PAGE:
Posts Tagged ‘Review’

My review of The Walking Dead Season 7, Episode 10 “New Best Friends” is now live at Latin for Cat – please find it here:

http://wp.me/p8nAO4-4C

Before talking about the review, I have a bit of an explanation for my lack of reviews on the last seven episodes for any regular readers of my Walking Dead reviews. If you’ve been wondering why I didn’t write past the first episode this season, the reason is simple: my father, who introduced me to the show (after telling me for the better part of three seasons that I was missing something special), and with whom I would have lengthy conversations about plot points and events every single week, passed away four days after the season premiere. I’m pretty sure he did watch the premiere – he was doing well that Sunday – but by the time Monday rolled around, he’d gone into crisis, so I never got to talk to him about the episode. I’ve watched the show right through until the mid-season finale, but couldn’t bring myself to review the shows; my emotions were still pretty raw.

However, it’s a new year, it’s been a few months’ space, and my dad wouldn’t want me to quit with the reviews. I’m happy to announce that I’m moving my blogging to a new website, Latin for Cat, and I shall be endeavoring to bring you fresh reviews in a timely manner for the remainder of the season. So, if you’re interested in continuing to read my reviews, please click through on the link above – I look forward to your comments and feedback, should you want to chat about the episode. And thanks for being a reader of my blog!

The direct link to my review of tonight’s episode is here: http://wp.me/p8nAO4-35

Steve

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Episode: 102
Airdate: November 7, 2015
Directed by: Michael J. Bassett
Showrunner: Craig DiGregorio
Written by: Sam Raimi, Ivan Raimi, & Tom Spezialy (written by); Nate Crocker, Zoe Green, & James Eagan (staff writers)

After last week`s fast-paced gorefest, you might expect Raimi and co. to slow things down a little, let us get to know the characters a bit more. But no – Raimi knows exactly who his audience is, and we`re all plenty familiar with who, exactly, Ashley “Ash” J. Williams is (bet you didn`t know his last name!). And to be honest, who really needs to know Ash beyond his smarmy smile, his rock-hard chin, and his ridiculous one-liners? Click through for my take on Episode 102.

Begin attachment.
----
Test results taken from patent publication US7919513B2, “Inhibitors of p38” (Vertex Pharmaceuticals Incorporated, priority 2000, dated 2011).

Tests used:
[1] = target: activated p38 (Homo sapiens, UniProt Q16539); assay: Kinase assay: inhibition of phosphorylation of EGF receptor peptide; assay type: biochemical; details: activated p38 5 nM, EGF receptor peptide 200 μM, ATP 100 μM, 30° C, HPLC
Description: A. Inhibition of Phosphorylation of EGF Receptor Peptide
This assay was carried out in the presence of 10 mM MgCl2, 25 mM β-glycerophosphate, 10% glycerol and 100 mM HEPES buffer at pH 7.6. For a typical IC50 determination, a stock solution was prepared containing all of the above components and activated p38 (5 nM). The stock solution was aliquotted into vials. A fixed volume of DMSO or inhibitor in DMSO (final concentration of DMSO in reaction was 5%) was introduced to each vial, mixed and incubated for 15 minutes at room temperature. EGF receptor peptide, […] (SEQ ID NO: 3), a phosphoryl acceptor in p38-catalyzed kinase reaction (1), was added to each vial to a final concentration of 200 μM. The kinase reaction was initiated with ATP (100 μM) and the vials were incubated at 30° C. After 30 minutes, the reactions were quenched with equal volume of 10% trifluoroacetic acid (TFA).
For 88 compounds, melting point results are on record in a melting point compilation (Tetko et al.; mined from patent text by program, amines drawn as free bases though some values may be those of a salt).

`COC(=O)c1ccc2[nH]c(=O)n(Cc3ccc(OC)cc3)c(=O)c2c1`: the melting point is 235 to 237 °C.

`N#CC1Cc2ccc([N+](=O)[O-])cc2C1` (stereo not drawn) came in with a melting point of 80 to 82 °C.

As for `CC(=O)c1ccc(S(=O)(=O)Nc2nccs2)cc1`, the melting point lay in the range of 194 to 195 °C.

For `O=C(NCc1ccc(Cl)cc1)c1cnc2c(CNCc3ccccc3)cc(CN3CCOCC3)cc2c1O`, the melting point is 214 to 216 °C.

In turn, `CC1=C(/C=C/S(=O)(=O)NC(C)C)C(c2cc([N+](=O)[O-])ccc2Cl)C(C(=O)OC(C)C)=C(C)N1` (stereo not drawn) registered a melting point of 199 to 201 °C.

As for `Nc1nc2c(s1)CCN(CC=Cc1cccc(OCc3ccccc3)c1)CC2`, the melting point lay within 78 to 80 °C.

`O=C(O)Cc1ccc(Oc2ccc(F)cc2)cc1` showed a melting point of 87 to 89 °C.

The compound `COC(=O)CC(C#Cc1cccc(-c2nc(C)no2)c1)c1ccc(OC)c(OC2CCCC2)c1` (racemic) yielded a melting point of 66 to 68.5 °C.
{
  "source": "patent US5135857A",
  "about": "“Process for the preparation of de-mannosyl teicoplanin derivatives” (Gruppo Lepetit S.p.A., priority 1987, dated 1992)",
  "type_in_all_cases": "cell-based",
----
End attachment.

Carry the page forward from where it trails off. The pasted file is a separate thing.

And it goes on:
<<Spoiler Alert: This review will give a synopsis and opinions about tonight’s episode, Ash vs. Evil Dead Episode 102, “Bait” – read through at your own risk!>>
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Episode: 104
Airdate: February 23, 2015
Directed by: Colin Bucksey
Showrunners: Vince Gilligan & Peter Gould
Written by: Vince Gilligan (creator) & Peter Gould (creator); Gennifer Hutchison (written by)

Last week, before calling the Kettlemans with his anonymous warning, Jimmy struggled with his conscience, saying to himself, “I’m not a hero.” Based on the title of tonight’s episode, it would appear that maybe he actually is – but the kind of hero Jimmy is, is anything but conventional. Don’t mistake for a second that this sloppy, apparently out of control “little man” is, in fact, very much in control of his situation. And if he’s not really a hero, maybe the perception that he is can be more than enough.

<<Spoiler Alert: The following review will discuss Better Call Saul Season 1, Episode 4 “Hero” at length, as well as discussing ongoing storylines.>>
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Episode: 102
Airdate: February 9, 2015
Directed by: Michelle MacLaren
Showrunners: Vince Gilligan & Peter Gould
Written by: Vince Gilligan (creator) & Peter Gould (creator); Peter Gould (written by)

In an attempt to quickly hook viewers, AMC has gone with the two-night premiere (much the same as ABC did with Marvel’s Agent Carter a few weeks ago). It appears to be working, as AMC released initial viewing numbers last night showing that Better Call Saul had the biggest ever cable series premiere, with 4.4 million viewers in the prime 18-49 demographic. It’ll be interesting to see how those numbers move in the next few weeks. But on to the show. Last night’s premiere opened with a glimpse of Saul Goodman post-Walter White, flashed back to Saul’s pre-Saul days (when he was still Jimmy McGill), and finished with a huge surprise for fans of Breaking Bad. Things were looking pretty dicey for Jimmy – so how’s he doing tonight?

<<Spoiler Alert: This review of Better Call Saul Season 1, Episode 2 “Mijo” will discuss events and plot points revealed in the episode, and is written with the assumption that you have a basic knowledge of Breaking Bad (major plot points will not be revealed, but cross-over characters will be briefly discussed) – do not read through if you don’t want to be spoiled!>>
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Episode: 101
Airdate: February 8, 2015
Directed by: Vince Gilligan
Showrunners: Vince Gilligan & Peter Gould